Going to College Archive

What Are the Latest Changes to the NCAA Recruiting Rules (as of Spring 2018)?

Be aware of the updated NCAA rules so you can successfully navigate the recruiting process.

The NCAA has implemented new recruiting rules with the intent to allow prospective student-athletes more time to navigate their options and to limit the number of recruits getting verbal offers as eighth graders, freshman, and sophomores in high school. The main focus on the new rules, as it pertains to prospective student-athletes, relates to official and unofficial visits, as well as athletic camps.

As a refresher, official visits are paid for (in whole or in part) by an institution and cannot exceed 48 hours in length. Expenses covered can include transportation to and from the university, lodging, meals, and three admissions to a home athletic contest, as well as reasonable entertainment. A prospect is allowed to take a maximum of five official visits, with no more than one permitted to any single university. In contrast, unofficial visits are paid for entirely by the prospect/prospectís family, and there is no limit to how may visits they can take to an institution. During these visits a prospect can meet with the team, tour athletics facilities, and meet with the coaches and athletic department staff members. The only expense a prospect may receive during an unofficial visit to a Division I university is three complimentary admissions to a home athletic contest.

Here are the updated NCAA recruiting rules:

    1. Official visits can now begin September 1 of a prospectís junior year of high school instead of the previously designated first day of classes of a prospectís senior year. The prospects are still limited to a maximum of five official visits.

    2. Unofficial visits are not allowed until September 1 of a prospectís junior year of high school, whereas in the past, they were allowed at any time (except during a dead period) and regardless of graduation year.

    3. Prospective recruits and college coaches are not allowed to have any recruiting conversations during camps prior to September 1 of the prospectís junior year in high school. Previously, a coach could discuss his interest in a recruit and even make verbal offers at camps to prospects who had yet to enter their junior year of high school.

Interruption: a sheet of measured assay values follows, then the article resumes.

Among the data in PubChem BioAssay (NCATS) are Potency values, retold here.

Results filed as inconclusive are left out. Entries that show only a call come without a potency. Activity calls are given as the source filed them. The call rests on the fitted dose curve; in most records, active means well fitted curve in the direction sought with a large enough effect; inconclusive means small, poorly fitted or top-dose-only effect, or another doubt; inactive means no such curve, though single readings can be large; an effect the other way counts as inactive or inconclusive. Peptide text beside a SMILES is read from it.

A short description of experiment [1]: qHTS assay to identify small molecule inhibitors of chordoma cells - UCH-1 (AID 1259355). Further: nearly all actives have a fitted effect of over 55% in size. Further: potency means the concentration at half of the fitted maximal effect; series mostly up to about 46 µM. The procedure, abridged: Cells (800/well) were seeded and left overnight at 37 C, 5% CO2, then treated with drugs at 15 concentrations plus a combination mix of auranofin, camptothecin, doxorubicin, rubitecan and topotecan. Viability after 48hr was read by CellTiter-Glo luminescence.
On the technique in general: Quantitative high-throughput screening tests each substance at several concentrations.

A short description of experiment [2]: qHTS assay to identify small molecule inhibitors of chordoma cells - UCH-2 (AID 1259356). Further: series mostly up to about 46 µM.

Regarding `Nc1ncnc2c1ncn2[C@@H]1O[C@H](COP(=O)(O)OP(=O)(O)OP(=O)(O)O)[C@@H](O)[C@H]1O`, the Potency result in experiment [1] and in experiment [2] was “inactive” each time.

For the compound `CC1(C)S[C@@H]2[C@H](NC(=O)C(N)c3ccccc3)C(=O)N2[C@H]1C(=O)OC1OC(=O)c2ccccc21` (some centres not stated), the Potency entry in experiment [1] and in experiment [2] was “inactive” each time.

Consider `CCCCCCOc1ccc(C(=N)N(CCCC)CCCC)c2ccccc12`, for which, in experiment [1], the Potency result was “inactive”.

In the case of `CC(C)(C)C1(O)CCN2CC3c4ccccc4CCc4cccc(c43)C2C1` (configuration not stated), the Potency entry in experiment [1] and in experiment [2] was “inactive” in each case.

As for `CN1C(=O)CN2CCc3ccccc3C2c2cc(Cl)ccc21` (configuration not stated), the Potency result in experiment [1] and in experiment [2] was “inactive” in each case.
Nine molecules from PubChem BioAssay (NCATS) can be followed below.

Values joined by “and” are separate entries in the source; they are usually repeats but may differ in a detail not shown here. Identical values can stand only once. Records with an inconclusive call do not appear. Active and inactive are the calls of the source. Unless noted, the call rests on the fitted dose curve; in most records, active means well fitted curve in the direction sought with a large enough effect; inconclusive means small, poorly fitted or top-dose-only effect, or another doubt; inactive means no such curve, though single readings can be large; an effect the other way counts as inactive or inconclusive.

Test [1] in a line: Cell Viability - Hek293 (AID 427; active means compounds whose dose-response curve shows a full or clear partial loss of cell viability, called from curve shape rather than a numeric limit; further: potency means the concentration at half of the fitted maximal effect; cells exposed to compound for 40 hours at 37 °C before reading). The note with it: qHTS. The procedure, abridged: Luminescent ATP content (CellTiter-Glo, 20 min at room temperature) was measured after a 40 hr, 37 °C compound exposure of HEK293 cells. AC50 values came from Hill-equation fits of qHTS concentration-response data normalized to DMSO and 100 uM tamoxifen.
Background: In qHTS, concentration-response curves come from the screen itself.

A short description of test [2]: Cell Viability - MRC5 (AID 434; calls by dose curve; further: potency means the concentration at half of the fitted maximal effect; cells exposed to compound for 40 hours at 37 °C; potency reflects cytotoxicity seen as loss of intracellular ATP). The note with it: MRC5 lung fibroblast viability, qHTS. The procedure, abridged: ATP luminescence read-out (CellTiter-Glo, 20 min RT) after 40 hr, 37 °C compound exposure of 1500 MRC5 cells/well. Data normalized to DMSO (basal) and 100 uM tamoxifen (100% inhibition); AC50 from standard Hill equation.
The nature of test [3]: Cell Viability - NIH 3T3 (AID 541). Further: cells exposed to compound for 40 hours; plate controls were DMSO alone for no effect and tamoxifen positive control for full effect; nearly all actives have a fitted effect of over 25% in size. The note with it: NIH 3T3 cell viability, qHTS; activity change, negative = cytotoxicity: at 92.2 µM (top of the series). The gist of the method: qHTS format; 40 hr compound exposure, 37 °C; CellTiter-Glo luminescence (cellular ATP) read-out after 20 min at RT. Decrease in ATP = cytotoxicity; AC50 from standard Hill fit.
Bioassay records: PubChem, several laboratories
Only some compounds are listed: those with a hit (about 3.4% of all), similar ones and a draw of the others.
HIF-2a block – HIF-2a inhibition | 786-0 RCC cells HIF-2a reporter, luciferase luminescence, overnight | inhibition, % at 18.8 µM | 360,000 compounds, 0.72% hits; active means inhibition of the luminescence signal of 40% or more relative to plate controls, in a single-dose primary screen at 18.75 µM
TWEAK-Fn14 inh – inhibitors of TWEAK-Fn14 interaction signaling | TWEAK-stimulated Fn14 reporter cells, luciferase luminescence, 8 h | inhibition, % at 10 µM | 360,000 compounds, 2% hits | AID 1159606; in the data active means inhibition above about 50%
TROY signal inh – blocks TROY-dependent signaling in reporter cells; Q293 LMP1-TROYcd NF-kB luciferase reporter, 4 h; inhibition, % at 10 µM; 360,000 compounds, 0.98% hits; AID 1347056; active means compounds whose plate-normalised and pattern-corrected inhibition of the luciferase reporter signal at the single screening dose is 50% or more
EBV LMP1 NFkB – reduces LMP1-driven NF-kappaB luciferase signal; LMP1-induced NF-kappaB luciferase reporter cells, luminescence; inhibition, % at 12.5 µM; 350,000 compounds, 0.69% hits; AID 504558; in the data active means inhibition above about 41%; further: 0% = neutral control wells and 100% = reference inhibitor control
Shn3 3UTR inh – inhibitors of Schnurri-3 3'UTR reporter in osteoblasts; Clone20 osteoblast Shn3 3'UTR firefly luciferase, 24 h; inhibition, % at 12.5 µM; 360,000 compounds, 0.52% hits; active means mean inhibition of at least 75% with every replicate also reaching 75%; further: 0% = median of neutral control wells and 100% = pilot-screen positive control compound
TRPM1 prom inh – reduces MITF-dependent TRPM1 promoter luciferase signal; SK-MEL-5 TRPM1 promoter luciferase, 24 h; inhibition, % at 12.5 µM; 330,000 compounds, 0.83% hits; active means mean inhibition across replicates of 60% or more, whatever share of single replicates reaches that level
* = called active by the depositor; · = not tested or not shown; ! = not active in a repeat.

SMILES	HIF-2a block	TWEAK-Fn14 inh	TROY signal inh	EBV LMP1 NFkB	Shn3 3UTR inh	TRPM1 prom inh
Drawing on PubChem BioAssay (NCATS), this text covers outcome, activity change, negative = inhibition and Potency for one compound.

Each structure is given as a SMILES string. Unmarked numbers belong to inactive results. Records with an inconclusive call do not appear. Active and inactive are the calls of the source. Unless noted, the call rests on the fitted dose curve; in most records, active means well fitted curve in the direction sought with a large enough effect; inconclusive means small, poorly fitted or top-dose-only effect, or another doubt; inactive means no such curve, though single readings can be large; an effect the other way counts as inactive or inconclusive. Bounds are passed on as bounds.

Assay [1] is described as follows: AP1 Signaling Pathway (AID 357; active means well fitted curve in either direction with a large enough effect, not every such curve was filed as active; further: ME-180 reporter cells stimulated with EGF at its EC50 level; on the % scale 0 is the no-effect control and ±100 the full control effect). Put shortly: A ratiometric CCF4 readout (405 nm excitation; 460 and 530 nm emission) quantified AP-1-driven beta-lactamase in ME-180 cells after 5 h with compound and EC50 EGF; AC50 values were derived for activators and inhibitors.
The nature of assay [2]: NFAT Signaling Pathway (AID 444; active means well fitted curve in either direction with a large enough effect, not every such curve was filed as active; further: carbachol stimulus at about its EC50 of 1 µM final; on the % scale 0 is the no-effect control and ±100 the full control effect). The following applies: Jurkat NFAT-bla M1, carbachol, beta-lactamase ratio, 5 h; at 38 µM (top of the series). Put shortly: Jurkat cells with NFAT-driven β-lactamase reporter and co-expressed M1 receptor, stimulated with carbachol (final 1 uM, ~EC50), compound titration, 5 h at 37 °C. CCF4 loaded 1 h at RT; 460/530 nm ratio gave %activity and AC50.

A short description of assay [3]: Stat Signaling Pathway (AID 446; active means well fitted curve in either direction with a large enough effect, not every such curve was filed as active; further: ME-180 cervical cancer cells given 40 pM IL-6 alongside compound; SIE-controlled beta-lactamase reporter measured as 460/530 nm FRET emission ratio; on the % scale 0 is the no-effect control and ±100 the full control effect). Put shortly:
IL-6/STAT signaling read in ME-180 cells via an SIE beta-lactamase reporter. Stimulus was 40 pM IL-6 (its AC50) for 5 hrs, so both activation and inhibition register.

Prior to the newly adopted rules, it was commonplace for freshman and sophomores in high school (eighth graders in some cases) to have unofficial visits to campuses and meet with coaches and current players on the team. Now, the only opportunity for prospects who havenít yet started their junior year to meet with coaches is by attending a camp of those respective coaches. However, recruiting conversations are not allowed to take place during these camps if the prospect has yet to begin his junior year in high school.

Additionally, itís important to remember that all prospects who have yet to begin their junior year are still allowed to initiate calls and written correspondence to college coaches. However, Division I coaches cannot reply, with the exception of an athletic questionnaire, prior to September 1 of the prospectís junior year. Also, if you have not yet started your junior year in high school, youíre still able to visit a campus but are simply not allowed to meet with the coach or anyone in the athletic department during the visit. You could, however, take a campus tour like any interested student or meet with anyone in the admissions office. Remember, college coaches are still able to contact your high school coach, swing instructor, head pro at your golf course, or the like prior to your junior year in high school.

Understanding the updated NCAA recruiting rules will enable you to continue to be proactive in your search for a best-fit university and properly navigate the recruiting process.

Keep Swinging!

Ted Gleason

Road to College Golf

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